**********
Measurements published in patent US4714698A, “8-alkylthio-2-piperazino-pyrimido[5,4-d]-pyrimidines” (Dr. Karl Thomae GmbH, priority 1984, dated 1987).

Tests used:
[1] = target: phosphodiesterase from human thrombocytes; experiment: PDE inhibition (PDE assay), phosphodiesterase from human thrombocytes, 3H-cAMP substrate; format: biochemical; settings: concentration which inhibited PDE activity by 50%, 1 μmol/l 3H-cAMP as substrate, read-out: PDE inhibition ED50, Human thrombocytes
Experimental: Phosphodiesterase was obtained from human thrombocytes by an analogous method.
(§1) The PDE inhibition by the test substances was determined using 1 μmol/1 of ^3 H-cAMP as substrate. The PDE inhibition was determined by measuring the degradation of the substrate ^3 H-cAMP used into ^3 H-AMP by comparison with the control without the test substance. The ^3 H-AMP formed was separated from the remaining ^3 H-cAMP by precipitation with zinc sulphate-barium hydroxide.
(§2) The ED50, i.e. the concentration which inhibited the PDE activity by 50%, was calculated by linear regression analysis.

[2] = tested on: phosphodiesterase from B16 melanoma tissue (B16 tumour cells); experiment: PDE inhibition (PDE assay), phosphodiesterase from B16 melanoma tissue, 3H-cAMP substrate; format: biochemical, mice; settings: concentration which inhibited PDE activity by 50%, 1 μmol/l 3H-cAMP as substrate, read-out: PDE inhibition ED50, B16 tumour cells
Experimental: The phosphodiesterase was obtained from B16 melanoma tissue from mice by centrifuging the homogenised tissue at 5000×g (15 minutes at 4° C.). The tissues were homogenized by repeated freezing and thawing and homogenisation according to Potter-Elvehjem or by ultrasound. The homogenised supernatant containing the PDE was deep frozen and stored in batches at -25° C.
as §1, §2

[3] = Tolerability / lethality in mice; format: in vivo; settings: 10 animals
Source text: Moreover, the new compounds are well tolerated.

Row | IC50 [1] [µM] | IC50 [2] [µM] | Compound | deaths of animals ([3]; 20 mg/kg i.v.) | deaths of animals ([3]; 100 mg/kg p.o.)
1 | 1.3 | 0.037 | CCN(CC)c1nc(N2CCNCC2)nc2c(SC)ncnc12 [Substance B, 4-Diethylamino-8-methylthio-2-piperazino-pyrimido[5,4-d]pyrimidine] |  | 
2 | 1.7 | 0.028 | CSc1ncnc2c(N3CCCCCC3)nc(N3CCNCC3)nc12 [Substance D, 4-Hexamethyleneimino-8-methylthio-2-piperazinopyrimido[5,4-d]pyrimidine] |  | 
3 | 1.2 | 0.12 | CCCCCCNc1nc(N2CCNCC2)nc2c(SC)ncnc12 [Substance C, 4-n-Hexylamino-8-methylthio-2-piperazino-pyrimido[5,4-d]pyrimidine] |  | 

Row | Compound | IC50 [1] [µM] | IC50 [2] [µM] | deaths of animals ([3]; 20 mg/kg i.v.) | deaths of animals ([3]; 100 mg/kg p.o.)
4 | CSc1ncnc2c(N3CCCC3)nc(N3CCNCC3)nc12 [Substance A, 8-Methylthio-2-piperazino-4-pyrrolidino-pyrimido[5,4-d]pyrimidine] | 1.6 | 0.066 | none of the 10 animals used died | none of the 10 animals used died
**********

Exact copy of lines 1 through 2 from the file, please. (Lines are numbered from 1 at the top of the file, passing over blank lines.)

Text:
Measurements published in patent US4714698A, “8-alkylthio-2-piperazino-pyrimido[5,4-d]-pyrimidines” (Dr. Karl Thomae GmbH, priority 1984, dated 1987).

Tests used: